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Classified in: Business
Subjects: SVY, EGV, ASI, FOR

The EU-Japan Economic Partnership Agreement

LONDON, July 17, 2018 /PRNewswire/ --

New LSE report on how the new deal addresses the need to diversify Europe's overseas investments 

A new white paper published by the London School of Economics looks at how trade agreements improve return on investments. Focusing on the new EU-Japan Economic Partnership Agreement (EPA), the white paper shows how cuts in trade costs increase profit margins for European investors in Japan and can be used to conquer larger market shares.

The EU-Japan EPA, signed today, is on track for ratification and expected to swiftly enter into force. Covering nearly one-third of global GDP, it is one of the largest trade agreements ever completed.

In contrast to other Asian economies, Japan is already open for foreign investors; however, the LSE white paper looks at how the EU-Japan EPA cuts nearly all tariffs and creates a Euro-Pacific marketplace with transparent rules and common technical standards.

The EU agreement with Japan is well-timed. In a time of global market uncertainties, structural reform under Abenomics delivered the longest stretch of growth in nearly three decades and record profits in the corporate sector. The size of private demand in Japan is USD 4.5 trillion (EUR 3.6 trillion), making it the largest consumer market in Asia.

According to EU statistics, the return on investment in Japan is already twice what European businesses receive from overseas investments on average. Japanese research and development (R&D) also has major commercial synergies with the EU: in artificial intelligence, 5G and software where Japan and its "society 5.0" strategy is ahead of its Asian neighbours and in life sciences, where the market potential of Japan's ageing society and M&A is outperforming the rest of Asia combined.

The author of the report, Hosuk Lee-Makiyama says: "If done right, trade agreements could even turn unprofitable markets into profit."

The white paper also notes the lack of diversification in Europe's engagement in Asia; this disproportionately exposes European investors to the macro-political and regulatory risks affecting the rest of Asia. Currently, European firms underinvest in Japan compared to their US competitors.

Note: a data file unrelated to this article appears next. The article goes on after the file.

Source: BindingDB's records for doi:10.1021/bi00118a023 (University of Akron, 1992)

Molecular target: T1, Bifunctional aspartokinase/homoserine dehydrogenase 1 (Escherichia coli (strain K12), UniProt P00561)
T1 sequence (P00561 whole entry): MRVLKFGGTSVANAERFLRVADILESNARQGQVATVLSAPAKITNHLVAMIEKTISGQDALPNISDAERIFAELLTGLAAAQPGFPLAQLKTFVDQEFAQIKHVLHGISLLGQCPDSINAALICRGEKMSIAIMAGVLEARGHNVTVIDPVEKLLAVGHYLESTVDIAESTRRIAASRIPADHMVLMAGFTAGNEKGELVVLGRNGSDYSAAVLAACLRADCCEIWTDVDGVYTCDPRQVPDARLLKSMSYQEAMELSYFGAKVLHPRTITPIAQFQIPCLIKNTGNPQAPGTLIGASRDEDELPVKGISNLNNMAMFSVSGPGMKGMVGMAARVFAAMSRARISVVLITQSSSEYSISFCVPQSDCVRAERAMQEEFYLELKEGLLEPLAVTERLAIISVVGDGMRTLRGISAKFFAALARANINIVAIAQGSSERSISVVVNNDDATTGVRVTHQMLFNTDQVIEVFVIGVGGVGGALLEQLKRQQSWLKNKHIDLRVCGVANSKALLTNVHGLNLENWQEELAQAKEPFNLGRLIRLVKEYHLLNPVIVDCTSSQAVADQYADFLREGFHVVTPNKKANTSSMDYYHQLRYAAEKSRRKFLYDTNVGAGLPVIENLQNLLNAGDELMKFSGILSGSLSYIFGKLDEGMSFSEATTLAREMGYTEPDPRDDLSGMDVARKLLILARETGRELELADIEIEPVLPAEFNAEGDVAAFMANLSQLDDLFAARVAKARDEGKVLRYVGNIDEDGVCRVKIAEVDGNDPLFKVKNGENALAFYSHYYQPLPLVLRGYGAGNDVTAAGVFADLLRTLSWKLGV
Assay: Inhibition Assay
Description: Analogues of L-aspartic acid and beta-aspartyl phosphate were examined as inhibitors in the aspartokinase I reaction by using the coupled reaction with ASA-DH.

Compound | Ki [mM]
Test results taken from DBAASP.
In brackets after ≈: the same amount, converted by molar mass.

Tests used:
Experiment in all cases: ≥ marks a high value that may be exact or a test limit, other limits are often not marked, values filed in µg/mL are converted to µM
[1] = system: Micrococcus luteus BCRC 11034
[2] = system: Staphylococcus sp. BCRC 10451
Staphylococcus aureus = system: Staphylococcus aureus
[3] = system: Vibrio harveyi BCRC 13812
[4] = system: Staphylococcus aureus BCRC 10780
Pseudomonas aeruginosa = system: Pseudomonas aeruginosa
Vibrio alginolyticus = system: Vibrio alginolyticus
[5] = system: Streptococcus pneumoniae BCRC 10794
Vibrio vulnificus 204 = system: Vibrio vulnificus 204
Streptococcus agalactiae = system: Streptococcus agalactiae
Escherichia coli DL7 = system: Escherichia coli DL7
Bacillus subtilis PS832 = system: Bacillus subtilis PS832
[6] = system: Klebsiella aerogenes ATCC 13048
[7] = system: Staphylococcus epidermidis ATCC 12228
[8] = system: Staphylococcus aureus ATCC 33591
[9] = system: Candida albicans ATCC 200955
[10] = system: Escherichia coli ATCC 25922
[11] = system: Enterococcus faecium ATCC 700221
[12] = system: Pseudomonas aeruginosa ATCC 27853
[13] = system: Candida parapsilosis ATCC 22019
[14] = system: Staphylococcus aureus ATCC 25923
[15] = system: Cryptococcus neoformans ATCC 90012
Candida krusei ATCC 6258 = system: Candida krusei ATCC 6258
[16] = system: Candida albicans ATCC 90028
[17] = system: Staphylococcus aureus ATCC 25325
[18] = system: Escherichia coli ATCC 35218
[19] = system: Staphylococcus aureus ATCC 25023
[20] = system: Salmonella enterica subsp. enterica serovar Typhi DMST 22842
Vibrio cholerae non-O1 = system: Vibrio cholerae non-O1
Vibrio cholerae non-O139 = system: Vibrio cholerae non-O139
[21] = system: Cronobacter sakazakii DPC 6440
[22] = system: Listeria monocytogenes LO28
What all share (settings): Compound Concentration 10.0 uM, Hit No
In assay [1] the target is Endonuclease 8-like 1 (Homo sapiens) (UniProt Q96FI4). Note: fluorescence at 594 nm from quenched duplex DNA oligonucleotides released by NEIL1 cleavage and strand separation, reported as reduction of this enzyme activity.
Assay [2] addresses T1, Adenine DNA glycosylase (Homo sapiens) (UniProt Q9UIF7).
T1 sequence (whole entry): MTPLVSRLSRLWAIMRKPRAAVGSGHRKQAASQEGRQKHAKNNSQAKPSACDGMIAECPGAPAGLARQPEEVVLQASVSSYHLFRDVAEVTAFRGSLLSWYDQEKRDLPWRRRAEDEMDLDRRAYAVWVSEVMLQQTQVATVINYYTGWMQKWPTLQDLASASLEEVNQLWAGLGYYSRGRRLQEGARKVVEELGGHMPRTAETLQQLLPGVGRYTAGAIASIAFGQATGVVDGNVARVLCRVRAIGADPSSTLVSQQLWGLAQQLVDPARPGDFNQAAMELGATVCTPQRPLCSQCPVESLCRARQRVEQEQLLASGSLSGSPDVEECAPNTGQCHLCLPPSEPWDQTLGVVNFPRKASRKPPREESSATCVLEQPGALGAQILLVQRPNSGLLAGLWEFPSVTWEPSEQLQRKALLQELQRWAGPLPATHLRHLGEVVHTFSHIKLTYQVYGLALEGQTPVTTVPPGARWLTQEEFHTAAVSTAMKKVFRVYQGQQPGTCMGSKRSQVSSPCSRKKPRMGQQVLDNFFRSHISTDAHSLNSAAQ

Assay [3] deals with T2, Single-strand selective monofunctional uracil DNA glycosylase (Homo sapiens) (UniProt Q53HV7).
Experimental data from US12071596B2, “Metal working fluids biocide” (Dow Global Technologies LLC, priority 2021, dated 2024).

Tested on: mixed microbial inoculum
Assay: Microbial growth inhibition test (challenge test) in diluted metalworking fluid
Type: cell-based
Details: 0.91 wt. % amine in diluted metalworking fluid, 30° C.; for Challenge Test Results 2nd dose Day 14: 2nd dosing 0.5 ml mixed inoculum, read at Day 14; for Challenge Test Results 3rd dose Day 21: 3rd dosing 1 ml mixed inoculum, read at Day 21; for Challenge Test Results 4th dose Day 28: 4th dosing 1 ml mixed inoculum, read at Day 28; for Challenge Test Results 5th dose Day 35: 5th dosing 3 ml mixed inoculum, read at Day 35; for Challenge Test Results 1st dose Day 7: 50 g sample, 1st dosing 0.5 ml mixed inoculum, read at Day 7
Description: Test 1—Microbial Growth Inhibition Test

Lee-Makiyama says: "To compete globally, European and British businesses must also steer their investments towards high-end markets - and not just emerging markets where they compete on price and yesteryear technology."

For the full report, please visit LSE Consulting reports page here.

Notes to Editors 


Publisher of the report: LSE Consulting

This report was funded by the Government of Japan. The content of the report, including the opinions and conclusions, is independent of the Government of Japan and is that of the author alone.

About LSE Consulting: 

This research was commissioned via LSE Consulting, which was set up by the London School of Economics and Political Science to enable and facilitate the application of its academic expertise and intellectual resources.

This report was funded by the Government of Japan. The content of the report, including the opinions and conclusions, is independent of the Government of Japan and is that of the author alone.

LSE has an outstanding reputation in academia and research. The knowledge, skills and experience of the academic specialists have proved to be a valuable resource for clients all over the world, including governments, corporations and individuals. LSE Consulting adopts a collaborative approach and makes sure to match the needs of clients with the appropriate academic specialists. The access to LSE's unique range of intellectual resources ensures research and support that is based on robust methodology and expert insight.

About Hosuk Lee-Makiyama: 

Hosuk Lee-Makiyama is a leading author on trade diplomacy and EU-Asia relations. He is regularly consulted by governments and international organisations on a range of issues, from trade negotiations to economic reforms, as was one of the lead authors of the Trade Sustainability Impact Assessment of the Free Trade Agreement between the European Union and Japan Final Report, commissioned by the European Commission in 2016.

He appears regularly in European, Chinese and US media, and is noted for his involvement in WTO and major free trade agreements.

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